As the push to shatter female stereotypes ramps up, so should the effort to challenge misconceptions about men. That's why Jane the Virgin's Justin Baldoni is creating a men's talk show through his media company, Wayfarer Entertainment. After Variety reported the news, Baldoni took to Instagram to explain the long, emotional process it took to get the project off the ground, writing that no one thought "a conversation show around men opening up" could be profitable, but he believed so strongly in the idea that he decided to take matters into his own hands.
I believe that there are more than enough men who are ready and willing to challenge the stereotypes of masculinity and join this conversation. I believe that men are ready to redefine what it means to be a man today, and that the old "toxic" masculinity isn't working for anyone. So... this is for all my brothers who are ready to bring in and challenge a new generation of men to be role models for our youth. This is for all my sisters who I feel need to know that there are men all over the world who believe in equality and who are willing to challenge the stereotypes masculinity, not only to protect but also to empower them.
According to Variety, the show, titled The Men's Room, will be a "disruptive weekly panel series that explores what it means to be a man today," addressing both manhood itself and the role men play in society.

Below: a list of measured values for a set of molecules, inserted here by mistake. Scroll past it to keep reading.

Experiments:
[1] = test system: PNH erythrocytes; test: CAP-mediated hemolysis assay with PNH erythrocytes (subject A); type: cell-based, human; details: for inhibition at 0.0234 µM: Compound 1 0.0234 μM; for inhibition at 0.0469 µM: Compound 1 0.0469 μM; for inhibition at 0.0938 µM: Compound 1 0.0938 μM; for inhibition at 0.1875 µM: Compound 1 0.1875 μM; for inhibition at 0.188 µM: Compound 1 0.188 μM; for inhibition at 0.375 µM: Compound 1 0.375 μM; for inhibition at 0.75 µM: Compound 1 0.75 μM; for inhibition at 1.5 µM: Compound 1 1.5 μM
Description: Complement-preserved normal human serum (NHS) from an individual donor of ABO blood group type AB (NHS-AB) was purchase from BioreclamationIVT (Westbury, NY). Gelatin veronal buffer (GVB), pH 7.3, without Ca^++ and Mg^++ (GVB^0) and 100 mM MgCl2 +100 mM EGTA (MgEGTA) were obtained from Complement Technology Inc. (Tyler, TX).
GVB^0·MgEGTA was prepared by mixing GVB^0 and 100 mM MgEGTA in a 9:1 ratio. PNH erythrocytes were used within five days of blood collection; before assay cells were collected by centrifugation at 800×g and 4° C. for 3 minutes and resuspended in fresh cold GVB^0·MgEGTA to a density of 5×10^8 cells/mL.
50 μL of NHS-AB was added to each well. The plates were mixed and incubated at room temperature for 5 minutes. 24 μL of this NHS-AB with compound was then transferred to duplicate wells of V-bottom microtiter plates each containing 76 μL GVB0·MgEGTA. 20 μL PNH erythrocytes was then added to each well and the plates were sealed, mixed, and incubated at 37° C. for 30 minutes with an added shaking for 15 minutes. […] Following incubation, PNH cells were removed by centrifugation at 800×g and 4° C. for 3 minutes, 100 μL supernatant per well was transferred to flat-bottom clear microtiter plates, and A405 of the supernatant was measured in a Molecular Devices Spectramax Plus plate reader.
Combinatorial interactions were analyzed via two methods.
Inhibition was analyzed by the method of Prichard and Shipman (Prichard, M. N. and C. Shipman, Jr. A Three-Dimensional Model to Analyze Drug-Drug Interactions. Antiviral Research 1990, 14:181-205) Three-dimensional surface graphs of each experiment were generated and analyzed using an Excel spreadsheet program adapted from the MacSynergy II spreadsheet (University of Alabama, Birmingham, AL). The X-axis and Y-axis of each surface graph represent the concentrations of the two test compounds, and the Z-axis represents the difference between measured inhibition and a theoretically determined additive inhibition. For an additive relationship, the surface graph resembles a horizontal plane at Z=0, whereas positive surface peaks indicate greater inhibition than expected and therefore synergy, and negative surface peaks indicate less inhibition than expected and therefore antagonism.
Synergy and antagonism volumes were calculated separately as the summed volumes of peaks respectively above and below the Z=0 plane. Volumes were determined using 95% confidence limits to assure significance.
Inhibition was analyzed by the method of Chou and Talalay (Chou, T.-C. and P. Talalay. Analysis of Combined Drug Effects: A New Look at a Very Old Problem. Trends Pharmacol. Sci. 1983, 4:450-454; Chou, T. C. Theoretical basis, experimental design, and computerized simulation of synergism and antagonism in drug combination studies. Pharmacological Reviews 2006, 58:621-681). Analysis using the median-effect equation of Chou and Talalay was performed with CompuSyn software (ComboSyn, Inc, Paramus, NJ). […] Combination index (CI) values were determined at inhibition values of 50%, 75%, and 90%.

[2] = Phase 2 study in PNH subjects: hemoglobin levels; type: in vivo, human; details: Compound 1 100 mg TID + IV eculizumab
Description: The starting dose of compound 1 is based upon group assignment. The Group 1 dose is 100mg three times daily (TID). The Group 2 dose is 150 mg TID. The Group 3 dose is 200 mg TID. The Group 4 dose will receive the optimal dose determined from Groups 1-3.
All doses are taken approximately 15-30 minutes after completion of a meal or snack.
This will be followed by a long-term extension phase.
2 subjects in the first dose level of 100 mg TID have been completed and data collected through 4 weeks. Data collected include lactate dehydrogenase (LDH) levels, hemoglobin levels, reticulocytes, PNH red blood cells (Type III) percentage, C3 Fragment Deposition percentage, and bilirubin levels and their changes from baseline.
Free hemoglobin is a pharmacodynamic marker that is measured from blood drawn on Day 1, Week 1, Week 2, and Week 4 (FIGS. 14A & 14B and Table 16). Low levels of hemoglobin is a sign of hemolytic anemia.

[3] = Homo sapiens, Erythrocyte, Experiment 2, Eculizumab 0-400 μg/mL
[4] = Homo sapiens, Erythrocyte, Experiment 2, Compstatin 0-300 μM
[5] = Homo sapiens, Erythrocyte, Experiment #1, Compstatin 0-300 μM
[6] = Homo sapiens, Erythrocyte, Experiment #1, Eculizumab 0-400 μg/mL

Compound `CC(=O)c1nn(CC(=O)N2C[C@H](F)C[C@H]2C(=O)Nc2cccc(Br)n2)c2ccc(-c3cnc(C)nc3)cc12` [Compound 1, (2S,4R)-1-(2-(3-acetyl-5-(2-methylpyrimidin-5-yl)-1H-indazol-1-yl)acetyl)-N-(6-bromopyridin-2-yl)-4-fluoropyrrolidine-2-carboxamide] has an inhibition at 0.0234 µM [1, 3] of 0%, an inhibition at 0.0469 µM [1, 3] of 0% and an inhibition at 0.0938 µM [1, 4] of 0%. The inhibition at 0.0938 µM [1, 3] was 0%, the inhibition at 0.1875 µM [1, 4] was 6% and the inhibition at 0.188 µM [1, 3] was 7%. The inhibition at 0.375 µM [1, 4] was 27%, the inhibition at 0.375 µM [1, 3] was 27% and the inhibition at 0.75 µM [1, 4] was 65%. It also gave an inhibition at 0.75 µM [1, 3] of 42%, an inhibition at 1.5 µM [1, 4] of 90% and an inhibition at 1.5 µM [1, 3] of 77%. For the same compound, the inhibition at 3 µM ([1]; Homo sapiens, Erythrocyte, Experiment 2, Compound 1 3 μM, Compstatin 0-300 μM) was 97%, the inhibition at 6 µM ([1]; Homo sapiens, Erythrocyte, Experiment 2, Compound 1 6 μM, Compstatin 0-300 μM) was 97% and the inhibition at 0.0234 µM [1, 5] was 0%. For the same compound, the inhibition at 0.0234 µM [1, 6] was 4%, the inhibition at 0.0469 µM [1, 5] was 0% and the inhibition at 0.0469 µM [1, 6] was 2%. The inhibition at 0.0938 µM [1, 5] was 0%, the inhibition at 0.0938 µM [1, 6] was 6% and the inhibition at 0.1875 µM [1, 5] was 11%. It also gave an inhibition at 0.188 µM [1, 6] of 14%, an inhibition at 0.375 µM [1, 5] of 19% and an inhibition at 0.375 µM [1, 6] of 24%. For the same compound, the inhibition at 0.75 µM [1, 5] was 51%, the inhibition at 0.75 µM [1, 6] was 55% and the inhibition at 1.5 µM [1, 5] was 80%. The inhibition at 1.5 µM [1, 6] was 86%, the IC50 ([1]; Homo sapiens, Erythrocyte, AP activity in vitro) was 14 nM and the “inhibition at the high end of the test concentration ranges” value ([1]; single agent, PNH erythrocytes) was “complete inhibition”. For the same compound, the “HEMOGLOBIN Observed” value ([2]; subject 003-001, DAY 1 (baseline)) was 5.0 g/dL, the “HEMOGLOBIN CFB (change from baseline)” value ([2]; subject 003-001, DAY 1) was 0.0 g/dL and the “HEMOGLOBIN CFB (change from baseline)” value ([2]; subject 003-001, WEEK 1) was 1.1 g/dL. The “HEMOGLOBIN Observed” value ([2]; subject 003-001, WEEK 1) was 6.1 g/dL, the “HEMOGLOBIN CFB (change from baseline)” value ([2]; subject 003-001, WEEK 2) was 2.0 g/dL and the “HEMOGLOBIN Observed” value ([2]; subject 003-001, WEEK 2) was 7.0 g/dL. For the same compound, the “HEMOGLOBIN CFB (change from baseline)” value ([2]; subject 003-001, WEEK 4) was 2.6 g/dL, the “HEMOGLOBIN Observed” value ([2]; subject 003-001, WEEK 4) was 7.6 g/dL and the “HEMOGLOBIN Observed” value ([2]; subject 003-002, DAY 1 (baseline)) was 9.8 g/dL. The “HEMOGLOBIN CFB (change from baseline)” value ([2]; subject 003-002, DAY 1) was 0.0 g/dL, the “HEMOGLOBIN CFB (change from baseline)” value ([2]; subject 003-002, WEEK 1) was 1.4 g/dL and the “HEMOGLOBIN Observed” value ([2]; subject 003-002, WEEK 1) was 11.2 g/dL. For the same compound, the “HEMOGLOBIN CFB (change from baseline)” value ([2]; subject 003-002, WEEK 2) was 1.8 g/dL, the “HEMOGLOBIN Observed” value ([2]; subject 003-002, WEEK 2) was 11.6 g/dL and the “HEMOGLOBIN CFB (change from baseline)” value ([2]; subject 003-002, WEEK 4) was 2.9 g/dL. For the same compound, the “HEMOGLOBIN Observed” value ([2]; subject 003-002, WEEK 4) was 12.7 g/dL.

It's based on Baldoni's own social media presence, where he frequently tackles topics like masculinity, female empowerment, fitness, marriage, and fatherhood from a subversive and candid perspective that's too rarely discussed by men. As a recent example, he shared a photo of himself at the gym, captioning the image with a frank discussion of his struggles with body image and feelings of low self-esteem:
"The truth is that I'm one of the many millions of men [and] women that have body dysmorphia. When I look in the mirror I'm not happy with what I see like so many of you," he wrote. "So to my dear friends… be patient with yourself. Love yourself, [and] be OK having insecurities. To my men, talking about your insecurities doesn't make you less of a man ... it actually makes you more of a man."
The Men's Room, upon first glance, may initially seem like a lightning rod for mansplainers, but Baldoni makes it clear the show intends to be quite the opposite — serving as an outlet for men to learn, share, and take an active part in the ongoing conversation about understanding and redefining the complexities of human identity.
“Our intention for creating this show is not just to be seen by millions, but to be seen by the people who need it, who are ready for it, and who want to see men come into their own and embrace another side of themselves,” Baldoni told Variety. “It’s not about the money, the size of the sale for us, or even where it lives — it’s about the integrity of the conversation, and the intention behind the show.”
Feminism has long been trailed by the misconception that it's meant solely to empower women, and while that's certainly a key tenant, it's not the only focus. Yes, men have historically had more privilege than female, transgender, and non-binary folks — including access to coveted screen time — and though there are surely times when they can best be allies by simply listening, that doesn't mean they should be shut out of spaces that demand a collaborative point of view. Their voices still matter, and if The Men's Room can live up to its mission statement, it may be a valuable addition to the march toward progress.